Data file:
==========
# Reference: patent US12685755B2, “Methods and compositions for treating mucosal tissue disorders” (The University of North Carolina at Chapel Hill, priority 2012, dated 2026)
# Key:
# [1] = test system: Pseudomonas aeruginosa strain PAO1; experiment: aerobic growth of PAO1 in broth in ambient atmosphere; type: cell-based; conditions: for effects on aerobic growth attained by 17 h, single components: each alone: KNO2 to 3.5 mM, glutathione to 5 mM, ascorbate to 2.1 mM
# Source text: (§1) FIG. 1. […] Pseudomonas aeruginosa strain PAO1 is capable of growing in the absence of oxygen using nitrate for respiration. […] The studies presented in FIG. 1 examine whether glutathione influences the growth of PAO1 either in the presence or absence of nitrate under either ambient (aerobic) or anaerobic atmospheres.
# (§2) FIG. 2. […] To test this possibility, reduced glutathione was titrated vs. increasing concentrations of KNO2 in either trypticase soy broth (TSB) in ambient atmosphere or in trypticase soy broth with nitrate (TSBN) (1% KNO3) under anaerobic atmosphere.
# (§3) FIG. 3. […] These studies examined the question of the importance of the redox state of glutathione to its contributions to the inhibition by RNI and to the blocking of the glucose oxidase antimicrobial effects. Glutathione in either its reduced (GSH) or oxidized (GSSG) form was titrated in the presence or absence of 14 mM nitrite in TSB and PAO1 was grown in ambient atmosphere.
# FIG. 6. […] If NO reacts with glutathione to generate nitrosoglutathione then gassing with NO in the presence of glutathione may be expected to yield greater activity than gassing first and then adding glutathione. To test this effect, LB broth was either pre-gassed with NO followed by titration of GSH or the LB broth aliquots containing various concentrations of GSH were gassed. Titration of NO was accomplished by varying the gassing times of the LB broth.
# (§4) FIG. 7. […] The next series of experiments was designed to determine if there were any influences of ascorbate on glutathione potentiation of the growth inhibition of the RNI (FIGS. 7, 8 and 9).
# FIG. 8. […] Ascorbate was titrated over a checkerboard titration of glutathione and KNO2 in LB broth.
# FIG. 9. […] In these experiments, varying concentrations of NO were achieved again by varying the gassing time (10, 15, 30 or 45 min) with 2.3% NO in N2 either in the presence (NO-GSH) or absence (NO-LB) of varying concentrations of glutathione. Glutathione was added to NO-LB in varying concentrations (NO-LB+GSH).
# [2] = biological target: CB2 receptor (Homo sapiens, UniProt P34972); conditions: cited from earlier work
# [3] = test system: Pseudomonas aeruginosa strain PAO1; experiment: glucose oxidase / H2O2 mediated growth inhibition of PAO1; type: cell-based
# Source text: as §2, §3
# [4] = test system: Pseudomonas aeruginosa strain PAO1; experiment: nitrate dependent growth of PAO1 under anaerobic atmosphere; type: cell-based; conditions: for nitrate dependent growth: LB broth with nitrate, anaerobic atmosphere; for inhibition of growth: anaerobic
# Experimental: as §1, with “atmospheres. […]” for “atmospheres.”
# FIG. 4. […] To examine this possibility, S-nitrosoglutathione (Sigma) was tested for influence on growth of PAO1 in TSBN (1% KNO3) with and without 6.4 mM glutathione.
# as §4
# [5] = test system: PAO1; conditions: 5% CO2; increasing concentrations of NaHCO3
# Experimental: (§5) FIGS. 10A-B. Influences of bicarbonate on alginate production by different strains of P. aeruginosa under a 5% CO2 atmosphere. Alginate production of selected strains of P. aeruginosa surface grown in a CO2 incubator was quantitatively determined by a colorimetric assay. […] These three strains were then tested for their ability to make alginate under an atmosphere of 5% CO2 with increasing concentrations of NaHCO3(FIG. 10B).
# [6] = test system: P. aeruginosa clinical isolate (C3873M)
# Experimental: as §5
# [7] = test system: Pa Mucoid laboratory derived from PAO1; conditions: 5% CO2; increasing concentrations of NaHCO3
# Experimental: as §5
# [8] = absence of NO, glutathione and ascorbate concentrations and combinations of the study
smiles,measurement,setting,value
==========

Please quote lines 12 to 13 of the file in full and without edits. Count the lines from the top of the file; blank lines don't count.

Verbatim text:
# [3] = test system: Pseudomonas aeruginosa strain PAO1; experiment: glucose oxidase / H2O2 mediated growth inhibition of PAO1; type: cell-based
# Source text: as §2, §3